In my area of cognitive psychology, there are several competing categories of models of how concepts and categories are represented at the computational and algorithmic levels of analysis. One of these categories of models is called Exemplar Theory (the tiny Wikipedia article on this is awful, but you can learn something about it here). Exemplar theory argues that we represent categories as a bunch of experienced instances, or exemplars, and we determine whether a new instance is a member of the category by comparing it to these past instances. Some exemplar models (particularly early ones) did this, computationally, by storing every exemplar ever experienced, and comparing new instances to every stored exemplar. The problem with this is that the model uses every single possible piece of information to categorize instances, and therefore by (logical) necessity performs better than other models of categorization (the most common type of competing computationalist model, prototype theory, stores some sort of central tendency of the experienced exemplars, rather than the exemplars themselves, so it loses information by definition). This made it very difficult to properly evaluate these models, because the usual methods for doing so – comparing their accuracy in modeling and predicting performance on relevant tasks – were not useful. The exemplar model will always do better because it has more information, but encompassing more information shouldn’t be what determines whether a model of a particular cognitive ability is better than other models. I worry that something analogous could be said of Hegel, not in determining whether he’s “better” than other philosophers, but in evaluating him critically. How do you critique an idea that, the moment you begin your critique, has already encompassed it as another exemplar in its representation of the whole?Report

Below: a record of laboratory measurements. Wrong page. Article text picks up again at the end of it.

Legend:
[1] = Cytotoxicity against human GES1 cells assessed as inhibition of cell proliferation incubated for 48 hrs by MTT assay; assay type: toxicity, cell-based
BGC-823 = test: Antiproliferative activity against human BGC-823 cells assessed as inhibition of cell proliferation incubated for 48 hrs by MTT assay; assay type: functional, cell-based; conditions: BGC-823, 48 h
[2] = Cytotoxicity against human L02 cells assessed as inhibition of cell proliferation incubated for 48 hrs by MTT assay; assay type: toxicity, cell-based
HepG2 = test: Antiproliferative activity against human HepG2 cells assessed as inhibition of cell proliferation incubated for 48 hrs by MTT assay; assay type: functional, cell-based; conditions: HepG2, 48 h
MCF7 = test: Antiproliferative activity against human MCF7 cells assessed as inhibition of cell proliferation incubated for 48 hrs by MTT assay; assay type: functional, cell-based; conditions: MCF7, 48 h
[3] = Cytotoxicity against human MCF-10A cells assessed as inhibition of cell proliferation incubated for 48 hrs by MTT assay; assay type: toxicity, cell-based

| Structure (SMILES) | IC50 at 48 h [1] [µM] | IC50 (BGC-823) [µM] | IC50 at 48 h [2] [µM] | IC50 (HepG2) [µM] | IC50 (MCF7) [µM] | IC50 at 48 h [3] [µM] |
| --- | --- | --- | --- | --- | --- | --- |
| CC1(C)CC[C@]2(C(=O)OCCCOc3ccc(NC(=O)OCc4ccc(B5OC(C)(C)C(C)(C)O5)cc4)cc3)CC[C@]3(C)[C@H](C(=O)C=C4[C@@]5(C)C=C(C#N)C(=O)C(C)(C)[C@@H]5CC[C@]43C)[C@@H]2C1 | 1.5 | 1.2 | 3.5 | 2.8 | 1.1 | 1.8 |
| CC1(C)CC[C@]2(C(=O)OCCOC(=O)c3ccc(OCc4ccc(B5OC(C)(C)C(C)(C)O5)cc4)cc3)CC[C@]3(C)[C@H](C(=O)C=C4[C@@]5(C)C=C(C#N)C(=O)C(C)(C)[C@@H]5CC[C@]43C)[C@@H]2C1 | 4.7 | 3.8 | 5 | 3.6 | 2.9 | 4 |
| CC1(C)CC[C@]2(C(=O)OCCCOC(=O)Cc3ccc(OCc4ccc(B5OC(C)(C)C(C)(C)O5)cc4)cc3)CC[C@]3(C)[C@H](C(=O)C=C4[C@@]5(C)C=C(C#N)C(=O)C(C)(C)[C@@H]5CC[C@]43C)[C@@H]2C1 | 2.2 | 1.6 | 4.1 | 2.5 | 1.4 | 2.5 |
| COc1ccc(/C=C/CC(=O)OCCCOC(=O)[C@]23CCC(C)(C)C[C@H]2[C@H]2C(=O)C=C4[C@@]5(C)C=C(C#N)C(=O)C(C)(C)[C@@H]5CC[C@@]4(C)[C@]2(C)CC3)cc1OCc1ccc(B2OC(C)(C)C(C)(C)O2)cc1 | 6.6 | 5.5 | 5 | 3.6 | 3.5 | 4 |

• Avatar CK MacLeod in reply to Chris says:

                A perfect question (https://ordinary-times.com/blog/2013/05/driving-blind-foucault-nietzsche-and-dotcom/#comment-541603 )! It might take me a while to come up with a reply that didn’t read as smart-assery and that applies directly to your cognitive-psychological example. I have faith that the task would be achievable, presuming a free afternoon or a few. I’ll stick to generalities for now, trusting in your patience.